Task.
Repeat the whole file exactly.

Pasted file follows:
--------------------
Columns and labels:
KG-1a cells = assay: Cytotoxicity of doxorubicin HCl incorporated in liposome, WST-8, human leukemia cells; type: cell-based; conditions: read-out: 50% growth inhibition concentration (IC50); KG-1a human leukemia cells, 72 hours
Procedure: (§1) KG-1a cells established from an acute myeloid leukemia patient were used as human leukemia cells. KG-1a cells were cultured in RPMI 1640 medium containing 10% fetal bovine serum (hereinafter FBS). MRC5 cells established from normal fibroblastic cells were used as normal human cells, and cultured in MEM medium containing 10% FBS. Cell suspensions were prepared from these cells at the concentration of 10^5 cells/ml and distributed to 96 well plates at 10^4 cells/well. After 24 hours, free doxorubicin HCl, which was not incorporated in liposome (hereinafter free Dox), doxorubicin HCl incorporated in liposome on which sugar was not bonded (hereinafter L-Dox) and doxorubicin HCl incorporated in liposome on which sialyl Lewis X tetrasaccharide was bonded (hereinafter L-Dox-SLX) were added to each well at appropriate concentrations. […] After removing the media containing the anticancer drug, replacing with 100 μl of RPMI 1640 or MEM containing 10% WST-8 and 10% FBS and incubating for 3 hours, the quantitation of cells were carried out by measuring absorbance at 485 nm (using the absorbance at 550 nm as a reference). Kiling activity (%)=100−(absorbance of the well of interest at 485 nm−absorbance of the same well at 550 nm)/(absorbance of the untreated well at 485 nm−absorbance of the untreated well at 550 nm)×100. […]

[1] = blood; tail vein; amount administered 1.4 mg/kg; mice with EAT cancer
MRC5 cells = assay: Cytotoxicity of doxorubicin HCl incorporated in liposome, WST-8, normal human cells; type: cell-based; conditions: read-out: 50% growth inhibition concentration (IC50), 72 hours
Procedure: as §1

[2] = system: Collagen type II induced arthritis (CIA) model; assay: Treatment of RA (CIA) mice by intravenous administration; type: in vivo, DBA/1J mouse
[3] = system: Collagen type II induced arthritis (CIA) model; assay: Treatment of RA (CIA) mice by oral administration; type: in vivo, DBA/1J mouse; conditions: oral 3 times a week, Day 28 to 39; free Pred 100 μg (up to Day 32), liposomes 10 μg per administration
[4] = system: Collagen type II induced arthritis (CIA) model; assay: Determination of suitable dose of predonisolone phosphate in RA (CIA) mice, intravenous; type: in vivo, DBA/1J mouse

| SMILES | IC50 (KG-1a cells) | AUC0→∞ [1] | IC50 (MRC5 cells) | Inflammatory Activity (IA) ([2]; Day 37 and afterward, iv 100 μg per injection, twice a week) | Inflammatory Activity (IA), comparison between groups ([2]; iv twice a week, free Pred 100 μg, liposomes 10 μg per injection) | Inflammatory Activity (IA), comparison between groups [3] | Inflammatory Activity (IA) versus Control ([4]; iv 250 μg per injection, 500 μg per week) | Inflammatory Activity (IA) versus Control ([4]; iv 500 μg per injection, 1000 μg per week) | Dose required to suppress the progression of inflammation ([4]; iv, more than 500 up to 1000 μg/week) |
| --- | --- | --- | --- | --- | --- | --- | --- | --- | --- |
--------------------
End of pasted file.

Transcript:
Columns and labels:
KG-1a cells = assay: Cytotoxicity of doxorubicin HCl incorporated in liposome, WST-8, human leukemia cells; type: cell-based; conditions: read-out: 50% growth inhibition concentration (IC50); KG-1a human leukemia cells, 72 hours
Procedure: (§1) KG-1a cells established from an acute myeloid leukemia patient were used as human leukemia cells. KG-1a cells were cultured in RPMI 1640 medium containing 10% fetal bovine serum (hereinafter FBS). MRC5 cells established from normal fibroblastic cells were used as normal human cells, and cultured in MEM medium containing 10% FBS. Cell suspensions were prepared from these cells at the concentration of 10^5 cells/ml and distributed to 96 well plates at 10^4 cells/well. After 24 hours, free doxorubicin HCl, which was not incorporated in liposome (hereinafter free Dox), doxorubicin HCl incorporated in liposome on which sugar was not bonded (hereinafter L-Dox) and doxorubicin HCl incorporated in liposome on which sialyl Lewis X tetrasaccharide was bonded (hereinafter L-Dox-SLX) were added to each well at appropriate concentrations. […] After removing the media containing the anticancer drug, replacing with 100 μl of RPMI 1640 or MEM containing 10% WST-8 and 10% FBS and incubating for 3 hours, the quantitation of cells were carried out by measuring absorbance at 485 nm (using the absorbance at 550 nm as a reference). Kiling activity (%)=100−(absorbance of the well of interest at 485 nm−absorbance of the same well at 550 nm)/(absorbance of the untreated well at 485 nm−absorbance of the untreated well at 550 nm)×100. […]

[1] = blood; tail vein; amount administered 1.4 mg/kg; mice with EAT cancer
MRC5 cells = assay: Cytotoxicity of doxorubicin HCl incorporated in liposome, WST-8, normal human cells; type: cell-based; conditions: read-out: 50% growth inhibition concentration (IC50), 72 hours
Procedure: as §1

[2] = system: Collagen type II induced arthritis (CIA) model; assay: Treatment of RA (CIA) mice by intravenous administration; type: in vivo, DBA/1J mouse
[3] = system: Collagen type II induced arthritis (CIA) model; assay: Treatment of RA (CIA) mice by oral administration; type: in vivo, DBA/1J mouse; conditions: oral 3 times a week, Day 28 to 39; free Pred 100 μg (up to Day 32), liposomes 10 μg per administration
[4] = system: Collagen type II induced arthritis (CIA) model; assay: Determination of suitable dose of predonisolone phosphate in RA (CIA) mice, intravenous; type: in vivo, DBA/1J mouse

| SMILES | IC50 (KG-1a cells) | AUC0→∞ [1] | IC50 (MRC5 cells) | Inflammatory Activity (IA) ([2]; Day 37 and afterward, iv 100 μg per injection, twice a week) | Inflammatory Activity (IA), comparison between groups ([2]; iv twice a week, free Pred 100 μg, liposomes 10 μg per injection) | Inflammatory Activity (IA), comparison between groups [3] | Inflammatory Activity (IA) versus Control ([4]; iv 250 μg per injection, 500 μg per week) | Inflammatory Activity (IA) versus Control ([4]; iv 500 μg per injection, 1000 μg per week) | Dose required to suppress the progression of inflammation ([4]; iv, more than 500 up to 1000 μg/week) |
| --- | --- | --- | --- | --- | --- | --- | --- | --- | --- |